Daily Archives: March 3, 2010

British winter was the coldest for 31 years

A driver eases through Great Chart in Ashford, Kent, during what the Met Office has now confirmed as the coldest UK winter for 30 years. Photograph: Gareth Fuller/PA

Met Office figures recorded a December-to-February mean UK temperature of just 1.51C, while the 1971-2000 average is 3.7C

guardian.co.uk | Mar 2, 2010

by Adam Gabbatt

After suffering snow, sleet, rain and consistently freezing temperatures, the knowledge that the Met Office has officially recognised winter 2009-10 as the coldest in 31 years brings with it a certain grim satisfaction.

Provisional figures from the forecaster show the UK winter – which in forecasting terms lasts from the start of December until the end of February – has been the harshest, in temperature terms, since 1978-79.

The news may come as little surprise to those affected by snow in December and January, when falls of up to 2ft saw councils’ grit supplies run low, travel chaos and the return of the Guardian’s snow day live blog.

According to the Met Office the mean temperature in the UK was 1.51C this winter, compared to a long-term average winter temperature – calculated from data collected between 1971 and 2000 – of 3.7C. The mean temperature in 1978-79 was 1.17C.

The data shows that Scotland suffered the most this winter, with the provisional mean temperature 0.24C – only slightly higher than 1978-79, when the figure was 0.16C.

England, Northern Ireland and Wales were warmer, although temperatures of 2.12C, 2.05C and 2.09C respectively could only be considered mild by comparison with the Scottish figure.

The 1978-79 winter temperatures were 1.43C, 1.51C and 1.64C for England, Northern Ireland and Wales.

“Since mid-December cold weather has often dominated much of the country, with spells of snow and very low temperatures,” said a Met Office spokeswoman. “From southern England to northern Scotland, heavy snow caused travel disruption at times through the season.”

Heavy snow was still causing disruption last week, when Glencoe ski centre received one of the heaviest snowfalls recorded anywhere in the world.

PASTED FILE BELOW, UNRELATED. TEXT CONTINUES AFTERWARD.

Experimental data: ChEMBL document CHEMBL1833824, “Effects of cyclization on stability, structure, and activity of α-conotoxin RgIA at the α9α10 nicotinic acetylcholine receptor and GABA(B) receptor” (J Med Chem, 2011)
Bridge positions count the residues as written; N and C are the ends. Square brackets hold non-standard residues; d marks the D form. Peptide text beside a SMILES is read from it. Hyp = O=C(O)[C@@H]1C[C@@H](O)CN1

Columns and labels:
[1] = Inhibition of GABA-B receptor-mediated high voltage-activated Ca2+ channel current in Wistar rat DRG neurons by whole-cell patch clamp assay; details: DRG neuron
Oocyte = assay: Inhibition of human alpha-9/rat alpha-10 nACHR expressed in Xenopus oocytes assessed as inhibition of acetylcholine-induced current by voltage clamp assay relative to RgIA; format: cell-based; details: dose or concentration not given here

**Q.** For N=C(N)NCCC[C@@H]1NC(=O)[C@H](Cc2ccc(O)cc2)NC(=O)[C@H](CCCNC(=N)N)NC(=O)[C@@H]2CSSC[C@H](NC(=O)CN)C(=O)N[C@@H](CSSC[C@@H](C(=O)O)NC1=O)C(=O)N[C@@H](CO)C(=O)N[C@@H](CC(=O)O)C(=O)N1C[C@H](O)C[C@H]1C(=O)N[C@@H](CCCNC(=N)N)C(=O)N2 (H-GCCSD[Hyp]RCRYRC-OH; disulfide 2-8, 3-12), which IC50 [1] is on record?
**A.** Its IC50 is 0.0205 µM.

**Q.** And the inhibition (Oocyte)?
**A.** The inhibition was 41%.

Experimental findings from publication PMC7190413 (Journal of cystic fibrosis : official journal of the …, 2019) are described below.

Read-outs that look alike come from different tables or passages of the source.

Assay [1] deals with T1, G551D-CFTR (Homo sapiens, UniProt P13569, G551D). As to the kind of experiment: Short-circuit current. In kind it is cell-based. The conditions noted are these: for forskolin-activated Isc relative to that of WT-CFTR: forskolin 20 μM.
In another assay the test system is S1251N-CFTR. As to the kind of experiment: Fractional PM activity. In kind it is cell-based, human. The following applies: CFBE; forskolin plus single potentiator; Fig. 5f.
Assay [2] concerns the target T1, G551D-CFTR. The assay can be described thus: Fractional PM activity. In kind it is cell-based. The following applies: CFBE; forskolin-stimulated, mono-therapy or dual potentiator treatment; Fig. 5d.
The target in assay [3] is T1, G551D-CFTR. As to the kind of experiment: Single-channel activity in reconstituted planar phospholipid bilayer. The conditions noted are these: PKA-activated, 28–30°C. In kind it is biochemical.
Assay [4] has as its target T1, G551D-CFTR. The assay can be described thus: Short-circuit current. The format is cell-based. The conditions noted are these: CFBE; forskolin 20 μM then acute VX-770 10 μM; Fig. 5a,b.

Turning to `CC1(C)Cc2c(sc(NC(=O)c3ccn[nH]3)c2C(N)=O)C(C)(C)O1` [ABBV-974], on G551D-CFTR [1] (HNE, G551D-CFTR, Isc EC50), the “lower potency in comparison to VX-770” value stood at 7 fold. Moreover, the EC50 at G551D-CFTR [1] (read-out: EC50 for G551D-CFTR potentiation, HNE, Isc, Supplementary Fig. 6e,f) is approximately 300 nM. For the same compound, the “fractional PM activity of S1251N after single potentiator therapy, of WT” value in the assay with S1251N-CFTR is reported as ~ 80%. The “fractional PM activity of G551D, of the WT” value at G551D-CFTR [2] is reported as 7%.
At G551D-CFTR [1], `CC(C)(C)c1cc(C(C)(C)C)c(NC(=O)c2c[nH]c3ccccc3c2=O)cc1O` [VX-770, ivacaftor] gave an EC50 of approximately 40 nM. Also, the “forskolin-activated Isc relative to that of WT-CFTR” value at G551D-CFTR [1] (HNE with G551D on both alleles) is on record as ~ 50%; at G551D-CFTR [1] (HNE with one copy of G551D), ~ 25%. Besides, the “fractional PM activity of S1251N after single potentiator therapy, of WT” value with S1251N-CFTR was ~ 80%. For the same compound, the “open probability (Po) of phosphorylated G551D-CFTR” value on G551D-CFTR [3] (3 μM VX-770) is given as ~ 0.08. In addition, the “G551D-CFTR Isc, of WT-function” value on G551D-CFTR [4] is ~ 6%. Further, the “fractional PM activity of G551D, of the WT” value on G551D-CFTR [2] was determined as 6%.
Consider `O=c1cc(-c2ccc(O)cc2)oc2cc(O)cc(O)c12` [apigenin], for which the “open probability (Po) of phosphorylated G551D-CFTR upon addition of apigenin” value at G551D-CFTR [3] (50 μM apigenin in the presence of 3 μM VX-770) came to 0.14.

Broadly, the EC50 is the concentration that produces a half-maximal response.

In addition to the snow, the winter culminated with severe flooding in parts of the UK, with one woman killed when her car was swept along a stream.

The lowest temperature recorded this winter was in Altnaharra, around 50 miles south-west of John O’ Groats in the Highland region of Scotland. The -22.3C recorded there was the coldest UK minimum since 1995.

But confirmation of the coldest winter in a generation aside, the Met Office data shows there is some reason to be thankful.

The coldest winter since temperature records began in 1914 was in 1962-63, when the mean temperature for December, January and February was -0.18C.

Tallahassee sees coldest winter since 1978

tallahassee.com | Mar 2, 2010

By Jeff Burlew

Winter 2009/2010 is going down in Tallahassee record books as the coldest in more than 30 years.

The winter season was the sixth-coldest on record and the fourth-wettest, said Tim Barry, meteorologist for the National Weather Service. In the weather world, winter runs December through February, even though spring doesn’t officially start until March 20.

“It’s just been a very prolonged period of colder-than-normal temperatures,” Barry said. “I think everybody here is ready for the spring to begin.”

The average temperature for the three-month period was 49 degrees. That’s the coldest since 1978, when the average temperature was 47. Other years with colder winters were 1977, 1970, 1964, and 1958.

Forecasters knew the weather phenomenon known as El Nino would make this winter particularly wet and cold, Barry said. What they didn’t know was that a potent blast of Arctic air would dip all the way to Tallahassee in January and stick around like an unwanted house guest for nearly two weeks.

Temperatures dipped below freezing 14 days in a row starting Jan. 2, which broke the previous record for the most subfreezing days in a row, set in 1966.

Check back with Tallahassee.com for more on this story.